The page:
“It’s wonderful that there is such a memorial, to pay tribute to the memories of heroes, both dead and living,” a woman from the Siberian city of Barnaul wrote in the Visitors’ Book. “I’ll remember my visit here to the last of my days, and I will share my admiration of it with my children and grandchildren. I’m from Siberia, and my father was killed defending Leningrad.”

The eighth grade students of one of Moscow schools wrote the following: “The Museum leaves an indelible impression in the heart of every person. We are proud for our country, our much beloved Motherland, where they honor the memories of war veterans and those who perished in the Great Patriotic War. The Museum on Poklonnaya Hill provides us with a detailed picture of the hardships of war years.”

Half a century had passed since the victorious 1945 before the exposition on Poklonnaya Hill was opened in May 1995. The museum workers put a colossal effort into collecting documentary evidence, memoirs, clothes and weapons of those days. “The collection of the museum came into existence at the beginning of the 80’s of the 20th century,” a museum guide, Alexandra Yakhontova recalls. “In spite of its relatively short existence, it includes a variety of material and documentary items. There’re about 100.000 of them. Among them are letters from the frontline, newspapers and posters of the war period, photos, examples of military uniform, weapons, personal belongings of high commanders and privates. The participants of the women’s squadrons donated their personal things to the museum.”

The exposition enriches in new items practically daily and produces a lasting impression on both our fellow countrymen and foreign visitors. A US Army General wrote in the Visitors’ Book: “My visit to your great museum has been very memorable. The sacrifice and suffering of the Russian people and the bravery of the Russian military are well preserved in this magnificent facility. I hope the spirit of the Elbe River will continue to unite our two countries.”

One of the visitors was the Ambassador of Malta to Russia, who wrote the following: “The freedoms we enjoy were only possible thanks to the heroism, bravery and courage of all those who fought against Nazism. The museum is an honor to all those who gave their lives so that we could live to build the world peace.”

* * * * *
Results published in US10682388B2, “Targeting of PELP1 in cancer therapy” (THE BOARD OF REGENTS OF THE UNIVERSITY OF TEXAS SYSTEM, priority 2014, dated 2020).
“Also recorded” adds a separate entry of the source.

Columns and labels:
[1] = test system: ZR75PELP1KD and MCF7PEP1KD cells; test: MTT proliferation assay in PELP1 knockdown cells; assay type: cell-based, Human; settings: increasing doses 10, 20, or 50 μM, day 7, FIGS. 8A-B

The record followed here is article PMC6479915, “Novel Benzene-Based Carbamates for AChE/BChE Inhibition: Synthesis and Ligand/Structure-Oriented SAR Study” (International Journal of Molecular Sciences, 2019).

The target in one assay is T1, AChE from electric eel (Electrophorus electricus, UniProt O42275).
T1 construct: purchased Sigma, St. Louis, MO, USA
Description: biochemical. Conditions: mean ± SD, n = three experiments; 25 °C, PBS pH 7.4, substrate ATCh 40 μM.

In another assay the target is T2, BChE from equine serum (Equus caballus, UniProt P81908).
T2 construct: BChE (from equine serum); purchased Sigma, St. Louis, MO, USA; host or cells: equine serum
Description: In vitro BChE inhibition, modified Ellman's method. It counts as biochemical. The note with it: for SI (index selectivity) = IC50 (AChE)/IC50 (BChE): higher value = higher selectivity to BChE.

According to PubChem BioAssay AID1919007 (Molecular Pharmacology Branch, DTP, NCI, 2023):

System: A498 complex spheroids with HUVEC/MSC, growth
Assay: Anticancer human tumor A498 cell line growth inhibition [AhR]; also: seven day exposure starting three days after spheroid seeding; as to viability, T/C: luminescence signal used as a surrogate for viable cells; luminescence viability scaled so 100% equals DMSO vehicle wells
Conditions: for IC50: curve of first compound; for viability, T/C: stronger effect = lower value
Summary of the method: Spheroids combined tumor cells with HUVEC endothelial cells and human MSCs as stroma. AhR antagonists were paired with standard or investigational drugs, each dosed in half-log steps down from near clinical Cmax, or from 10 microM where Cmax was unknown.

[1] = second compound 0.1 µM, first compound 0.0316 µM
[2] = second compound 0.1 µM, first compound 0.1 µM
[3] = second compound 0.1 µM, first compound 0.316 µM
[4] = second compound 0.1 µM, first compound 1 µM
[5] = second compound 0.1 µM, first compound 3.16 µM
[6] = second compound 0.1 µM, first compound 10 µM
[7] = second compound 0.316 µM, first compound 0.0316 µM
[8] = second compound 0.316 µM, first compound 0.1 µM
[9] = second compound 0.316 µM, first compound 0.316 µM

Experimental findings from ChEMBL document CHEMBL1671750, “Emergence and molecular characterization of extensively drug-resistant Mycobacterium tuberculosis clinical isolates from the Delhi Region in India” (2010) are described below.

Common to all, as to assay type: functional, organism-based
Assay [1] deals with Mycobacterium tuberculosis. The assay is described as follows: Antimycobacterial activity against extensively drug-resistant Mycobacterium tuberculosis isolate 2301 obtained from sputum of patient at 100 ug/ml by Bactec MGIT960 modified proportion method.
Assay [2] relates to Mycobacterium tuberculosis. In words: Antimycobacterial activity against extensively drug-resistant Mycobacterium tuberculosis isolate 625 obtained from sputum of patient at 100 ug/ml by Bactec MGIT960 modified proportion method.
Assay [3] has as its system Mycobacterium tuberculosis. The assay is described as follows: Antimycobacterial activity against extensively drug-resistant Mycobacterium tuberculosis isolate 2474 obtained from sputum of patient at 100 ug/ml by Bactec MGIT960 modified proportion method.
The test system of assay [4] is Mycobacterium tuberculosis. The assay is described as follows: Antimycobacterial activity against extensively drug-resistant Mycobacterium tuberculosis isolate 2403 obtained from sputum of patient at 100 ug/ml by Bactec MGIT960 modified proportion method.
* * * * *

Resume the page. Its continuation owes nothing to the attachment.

Part of the War Memorial on Poklonnaya Hill is an open-air Weaponry and Fortification Exposition. It begins with specimens of German armaments advancing on the Soviet line of defense. The defense line was built by military engineers on authentic drawings, and serving a model was a strip of land where the Battle of Kursk, one of the fiercest battles of the Second World War, took place in July-August 1943.

On display in the Victory Park are an Exposition of the Navy and the Railway Forces, specimens of artillery guns and aircraft. Apart from that, the Park boasts a complete collection of armored vehicles – from light tanks of the early war years to heavy models, which fought in Berlin in 1945.

A Voice of Russia employee, Gilbert Vanigasooriya, visited the Memorial Complex on Poklonnaya Hill with a delegation of tourists from Sri Lanka. “The huge museum exposition and, especially, the War Weaponry and Fortification Exposition – I’ve never seen anything like that before,” he says. “All that reminds one of the role the Soviet Union played in defeating Nazism, of the millions lives lost in your Great Patriotic War. It’s wonderful that their memory lives on.”

A few more words about the Victory Park. Alexandra Yakhontova, the museum guide, says: “The Victory Park was laid out on Poklonnaya Hill in 1961. The complex begins with the main alley, which is called “The Years of the War”. It is reflected architecturally in the image of a long war road, which consists of five terraces, the symbols of the five years of the war – 1941-1945. Along the alley on each terrace there is a fountain, which jets strong sprays of water in the summer. At night the sprays are colored with red. The Alley is decorated with flowers and rare species of trees.”

The War Years Alley leads to the center of the complex – Square of Victors. And radiating from the square are ten alleys of the Victory Park, each of them has a name of its own, among them the Alley of Defenders of Moscow, the Alley of Memory, the alleys of soldiers, partisans, and sailors. Veterans of the Great Patriotic War traditionally meet on the Alley of Veterans.